Measuring and improving business performance.
What do you measure in your business? Revenue, expenses is a must, but what else? How about utilization rates? If you are an OEM perhaps the manufacturing build rate, or the yield of a product coming off a manufacturing line. Or perhaps you are more detailed in your measurement of a process in obtaining reports from your staff.
Einstein once said, “There are the things that you count, and the there are the things that are counted”. If you think about this then you will know that they are not the same. Measure what is relevant and important to meeting the goal, great but how do you do it? It requires fine-tuning, and it may require some innovative thinking. Lets look at an innovative example of re-measuring where resources supplied to a situation were not proportional to the situations event.
A police force in Cambridge in the UK measured crime rates in much the same way most police forces have done. They counted each criminal event as a factor of ‘one’. Think about this. If you were the regional commander, would you supply the required resources to a shop theft equal to the same resources required for a murder? Obviously not, but crime statistics, which are part of the measurement of police resources in any given area, are based on the number of crimes.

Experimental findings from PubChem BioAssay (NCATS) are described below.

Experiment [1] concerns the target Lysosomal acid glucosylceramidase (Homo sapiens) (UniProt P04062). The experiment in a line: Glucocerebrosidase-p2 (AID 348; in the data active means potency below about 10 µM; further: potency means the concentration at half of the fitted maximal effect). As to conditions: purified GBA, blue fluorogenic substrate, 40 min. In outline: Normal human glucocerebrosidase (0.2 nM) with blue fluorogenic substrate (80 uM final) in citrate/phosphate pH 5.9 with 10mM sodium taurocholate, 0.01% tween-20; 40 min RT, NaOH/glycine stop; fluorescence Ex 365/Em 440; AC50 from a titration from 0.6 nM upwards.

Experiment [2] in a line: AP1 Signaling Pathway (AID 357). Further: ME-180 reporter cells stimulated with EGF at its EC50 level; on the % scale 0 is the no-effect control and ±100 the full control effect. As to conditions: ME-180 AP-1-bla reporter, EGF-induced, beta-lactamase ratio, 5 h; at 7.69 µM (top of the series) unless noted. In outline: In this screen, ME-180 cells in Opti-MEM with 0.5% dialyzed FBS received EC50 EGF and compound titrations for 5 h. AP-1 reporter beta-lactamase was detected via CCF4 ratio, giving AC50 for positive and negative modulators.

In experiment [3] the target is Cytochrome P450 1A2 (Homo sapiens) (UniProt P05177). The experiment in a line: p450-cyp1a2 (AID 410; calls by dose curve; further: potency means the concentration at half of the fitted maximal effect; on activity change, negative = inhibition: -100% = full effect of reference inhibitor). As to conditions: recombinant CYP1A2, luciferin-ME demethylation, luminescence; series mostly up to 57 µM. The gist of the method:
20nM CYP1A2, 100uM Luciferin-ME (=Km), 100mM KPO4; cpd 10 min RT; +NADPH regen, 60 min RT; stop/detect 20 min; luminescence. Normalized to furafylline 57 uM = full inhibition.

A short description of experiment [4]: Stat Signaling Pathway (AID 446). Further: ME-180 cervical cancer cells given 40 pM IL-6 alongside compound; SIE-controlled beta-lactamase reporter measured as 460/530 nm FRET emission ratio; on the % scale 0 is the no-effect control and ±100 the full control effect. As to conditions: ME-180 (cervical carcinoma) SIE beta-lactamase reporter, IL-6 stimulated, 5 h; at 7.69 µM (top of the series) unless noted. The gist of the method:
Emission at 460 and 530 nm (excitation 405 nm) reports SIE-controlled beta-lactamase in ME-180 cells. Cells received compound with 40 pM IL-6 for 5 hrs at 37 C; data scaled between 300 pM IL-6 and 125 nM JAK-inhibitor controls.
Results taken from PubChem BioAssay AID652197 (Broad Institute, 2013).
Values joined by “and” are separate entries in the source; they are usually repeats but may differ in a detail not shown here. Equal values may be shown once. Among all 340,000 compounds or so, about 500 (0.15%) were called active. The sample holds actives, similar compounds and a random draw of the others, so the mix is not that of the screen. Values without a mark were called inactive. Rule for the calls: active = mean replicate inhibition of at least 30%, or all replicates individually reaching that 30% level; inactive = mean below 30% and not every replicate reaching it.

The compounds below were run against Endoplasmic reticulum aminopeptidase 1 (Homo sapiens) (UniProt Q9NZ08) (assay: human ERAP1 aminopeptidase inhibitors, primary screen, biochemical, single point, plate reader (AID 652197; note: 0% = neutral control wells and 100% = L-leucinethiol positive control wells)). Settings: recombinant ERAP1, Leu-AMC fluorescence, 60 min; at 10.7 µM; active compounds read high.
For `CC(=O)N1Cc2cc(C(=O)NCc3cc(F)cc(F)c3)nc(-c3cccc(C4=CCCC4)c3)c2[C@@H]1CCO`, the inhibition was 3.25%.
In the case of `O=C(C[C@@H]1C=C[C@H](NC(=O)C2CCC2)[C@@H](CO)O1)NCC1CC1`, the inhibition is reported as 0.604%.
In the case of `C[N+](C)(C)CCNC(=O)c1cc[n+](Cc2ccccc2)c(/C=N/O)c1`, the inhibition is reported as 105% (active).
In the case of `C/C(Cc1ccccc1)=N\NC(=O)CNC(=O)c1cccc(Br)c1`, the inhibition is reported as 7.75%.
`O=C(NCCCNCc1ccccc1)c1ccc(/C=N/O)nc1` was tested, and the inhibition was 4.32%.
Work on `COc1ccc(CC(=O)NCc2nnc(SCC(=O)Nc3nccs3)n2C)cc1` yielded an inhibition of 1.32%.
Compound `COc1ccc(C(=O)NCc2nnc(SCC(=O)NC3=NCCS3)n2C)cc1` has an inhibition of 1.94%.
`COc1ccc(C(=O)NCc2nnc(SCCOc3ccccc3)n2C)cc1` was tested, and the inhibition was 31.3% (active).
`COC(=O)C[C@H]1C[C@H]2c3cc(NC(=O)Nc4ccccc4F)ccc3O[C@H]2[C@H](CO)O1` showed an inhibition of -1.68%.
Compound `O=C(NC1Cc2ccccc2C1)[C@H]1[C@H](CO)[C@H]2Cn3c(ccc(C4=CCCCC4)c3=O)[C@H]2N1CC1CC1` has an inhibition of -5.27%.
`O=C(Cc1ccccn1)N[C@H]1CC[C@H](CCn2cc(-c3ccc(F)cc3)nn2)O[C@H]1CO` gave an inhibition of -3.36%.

Lawrence Sherman from Cambridge University looked into this criminal recording scenario and came up with an innovative option. Crime would be reported on the harmful effects of the victims and the average penalty outcomes of the perpetrator.
Thus was born the Crime Harm Index (CHI).
Lets look at the different between the shop theft and the murder. They were calculated at 1 + 1, so a crime rate of 2. But the penal outcomes are different. The average prison days for shop theft amounted to 2. The average prison days for murder amounted to 5,475. In Cambridge at the time of Sherman’s investigation (pardon the pun) there were 308,326 shop thefts and 553 murders. So the math is easy, shop theft equals a CHI of 616,652 and murder equals a CHI of 3,027,675.
Using such a framework opens many more possibilities than just calling one crime a factor of one. Yes their needs to be some rules and regulations applied to the CHI so as to keep it fair and simple. But at our 30,000 foot level measuring the CHI can give a more realistic data on high and low crime areas, and in fact did. Can give a better cost control, which it did, and obviously it’s easier to schedule resources more efficiently, which it has done. For more on this story you can follow this link http://preview.tinyurl.com/yblbykeh.
I am a Strategic Business Consultant. I can help you do better, the processes that you are doing now. You can contact me at email@example.com C:646 580 3024